LC: There is no definitive test, but physicians use a combination of the clinical history, family or caregiver report, and various cognitive tests that can be done in the office setting. It is not necessary to have a CT scan, but it is important to rule out reversible causes of dementia, such as medication side effects, endocrine or infectious causes. In the future we hope to have a test to detect the risk of Alzheimer’s before a person experiences symptoms, because once they do it indicates brain cells have already died and that deterioration has begun. However, we would also need a medication to offer at that point which would slow or prevent the onset of Alzheimer’s. Dr. Coleman, can you add a brief statement here about one of the first actions a family member can take if they suspect that a family member might have a form of dementia?
What can a person do to stave off the onset of Alzheimer’s?
LC: It is good to know and remember that whatever is considered ‘heart healthy’ can help keep the brain healthy, because of the role that our cardiovascular condition plays. This means not smoking, regular exercise, and medical therapies to reduce hypertension, high cholesterol, and diabetes. This specifically doesn’t prevent all cases of Alzheimer’s, but it helps the brain function better overall, and possibly fight off brain diseases more effectively.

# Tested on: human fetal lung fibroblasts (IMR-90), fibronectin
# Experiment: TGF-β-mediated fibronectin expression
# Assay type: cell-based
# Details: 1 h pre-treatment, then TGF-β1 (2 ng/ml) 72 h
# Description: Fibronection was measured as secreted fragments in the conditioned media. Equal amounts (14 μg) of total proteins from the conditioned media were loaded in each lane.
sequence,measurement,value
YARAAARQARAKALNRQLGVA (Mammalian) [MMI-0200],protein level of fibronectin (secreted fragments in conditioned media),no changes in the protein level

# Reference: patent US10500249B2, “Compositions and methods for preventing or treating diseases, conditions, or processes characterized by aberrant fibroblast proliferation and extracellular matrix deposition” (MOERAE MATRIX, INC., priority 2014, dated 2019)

What other advice do you have related to the issue of Alzheimer’s?
LC: The role of the family is so important- they are the first line of defense, so to speak, in early detection - more so than your doctor. If a doctor only asks a patient how they are doing, and the patient says they are fine, the dialogue can end there. That's not dementia-capable, or dementia-aware, primary care. Dementia can sneak up on families. Its sufferers are pretty adept at covering lapses early on, and spouses are sometimes there to compensate. Doctors too frequently are fooled as well. Family input should be mandatory. It's the only way to know if the person really is eating and taking her medicines as she claims, and not forgetting to turn off the stove. I am on a federal advisory council tackling the issue of dementia care and advocating for more research for treatments. The Alzheimer’s Advisory Council is trying to improve early detection of dementia and better care through the stages of the disease by promoting dementia-capable medical care. The rapidly growing epidemic of dementia requires us to change the health care system to better serve the patients and caregivers dealing with this devastating disease. I also deliver educational community talks, such as these done through the Elder Care Alliance, where memory care programs are offered at their communities in California.
Advance care planning is also important. California is a state that is very good about this, as there are many people here who are using advance directives (e.g. living wills). Alzheimer’s robs you of your judgment and insight, and when one has the opportunity to participate in the plan for their care early on in the disease process, they can have a say in how they want to be cared for while they're still capable of making those decisions. It can bring peace of mind for patients and families.###